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dc.contributor.authorChristou, Theodoreen
dc.date2009-06-14 19:00:04.184
dc.date.accessioned2009-06-16T20:50:31Z
dc.date.available2009-06-16T20:50:31Z
dc.date.issued2009-06-16T20:50:31Z
dc.identifier.urihttp://hdl.handle.net/1974/1946
dc.descriptionThesis (Ph.D, Education) -- Queen's University, 2009-06-14 19:00:04.184en
dc.description.abstractThis dissertation arose from a need to derive an inclusive model for describing the historical meanings of progressive education. It considers reform rhetoric published in two widely distributed and accessible journals in Ontario, The School and The Canadian School Journal, between 1919 and 1942. These sources brought together a wide variety of educationists in the province, including teachers, school board representatives, members of the Department of Education, inspectors, and the staff of teacher training institutions, and were forums for the exploration of new and progressive educational ideas. Various conceptions and interpretations of what progressive education would entail were published side by side, in parallel. This dissertation describes the rhetoric of progressive education, which concerned three domains—active learning, individualized instruction, and the linking of schools to contemporary society—and considers the distinctions within this language. Further, this dissertation argues that progressivist ideas were interpreted and represented in different ways according to conceptual orientation and context. Three distinct interpretations of progressive education are described in this thesis. The first progressivist orientation was primarily concerned with child study and developmental psychology; the second concerned social efficiency and industrial order; the third concerned social meliorism and cooperation. Hence, I draw not only on three different domains of progressivist rhetoric, but also on three distinct orientations to reform. What emerges is a description of how different progressivists understood and represented Ontario’s transforming schools, in a context affected by the forces of modernity, world war, and economic depression.en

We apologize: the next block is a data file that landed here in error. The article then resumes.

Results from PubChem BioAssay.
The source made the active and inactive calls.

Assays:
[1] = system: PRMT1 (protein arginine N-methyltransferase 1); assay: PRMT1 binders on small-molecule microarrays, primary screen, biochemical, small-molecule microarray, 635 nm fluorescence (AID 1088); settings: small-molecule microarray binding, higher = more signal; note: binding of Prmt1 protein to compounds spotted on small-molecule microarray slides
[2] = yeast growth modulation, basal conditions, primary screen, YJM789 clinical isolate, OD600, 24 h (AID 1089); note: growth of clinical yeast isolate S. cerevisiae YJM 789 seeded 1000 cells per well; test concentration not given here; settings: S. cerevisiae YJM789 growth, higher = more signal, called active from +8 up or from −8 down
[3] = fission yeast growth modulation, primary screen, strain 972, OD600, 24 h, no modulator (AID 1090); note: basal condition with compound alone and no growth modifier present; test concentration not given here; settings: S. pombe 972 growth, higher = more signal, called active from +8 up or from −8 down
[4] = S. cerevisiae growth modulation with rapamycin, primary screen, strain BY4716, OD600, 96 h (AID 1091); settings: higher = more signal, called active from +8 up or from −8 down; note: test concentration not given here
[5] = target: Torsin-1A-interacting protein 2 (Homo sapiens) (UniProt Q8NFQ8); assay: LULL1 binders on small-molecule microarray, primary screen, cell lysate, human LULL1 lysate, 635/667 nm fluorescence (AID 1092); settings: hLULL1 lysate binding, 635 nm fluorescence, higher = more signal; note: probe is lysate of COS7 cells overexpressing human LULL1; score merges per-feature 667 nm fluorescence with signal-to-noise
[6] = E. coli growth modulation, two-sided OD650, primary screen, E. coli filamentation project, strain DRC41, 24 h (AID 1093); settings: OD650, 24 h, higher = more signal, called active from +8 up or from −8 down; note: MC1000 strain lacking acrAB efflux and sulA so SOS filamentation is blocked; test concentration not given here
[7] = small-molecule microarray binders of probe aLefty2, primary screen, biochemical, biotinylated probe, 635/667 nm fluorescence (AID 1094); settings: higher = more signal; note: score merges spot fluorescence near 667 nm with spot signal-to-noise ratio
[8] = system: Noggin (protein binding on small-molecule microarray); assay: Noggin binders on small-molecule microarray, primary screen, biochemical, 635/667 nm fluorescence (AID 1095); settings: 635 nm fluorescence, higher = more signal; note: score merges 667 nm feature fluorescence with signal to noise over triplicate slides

dc.format.extent1379388 bytes
dc.format.mimetypeapplication/pdf
dc.language.isoengen
dc.relation.ispartofseriesCanadian thesesen
dc.rightsThis publication is made available by the authority of the copyright owner solely for the purpose of private study and research and may not be copied or reproduced except as permitted by the copyright laws without written authority from the copyright owner.en
dc.subjectProgressive Educationen
dc.subjectOntarioen
dc.subjectHistory of Educationen
dc.subjectEducational Reformen
dc.subjectProgressivisten
dc.subjectHumanisten
dc.subjectDevelopmental Psychologyen
dc.subjectMeliorismen
dc.subjectSocial Efficiencyen
dc.subjectInstitute of Child Studyen
dc.subjectRhetoricen
dc.subjectCritical Realismen
dc.subjectDuncan McArthuren
dc.subjectWilliam Blatzen
dc.subjectHerbert Kliebarden
dc.subjectChild Studyen
dc.subjectInterwaren
dc.subjectThe School Journalen
dc.subjectThe Canadian School Journalen
dc.subjectActive Learningen
dc.subjectIndividualized Instructionen
dc.subjectSchool and Societyen
dc.titleParallel Progressivist Orientations: Exploring the Meanings of Progressive Education in Two Ontario Journals, The School and The Canadian School Journal, 1919-1942en
dc.typethesisen
dc.description.degreePhDen
dc.contributor.supervisorBruno-Jofré, Rosaen
dc.contributor.departmentEducationen
dc.degree.grantorQueen's University at Kingstonen


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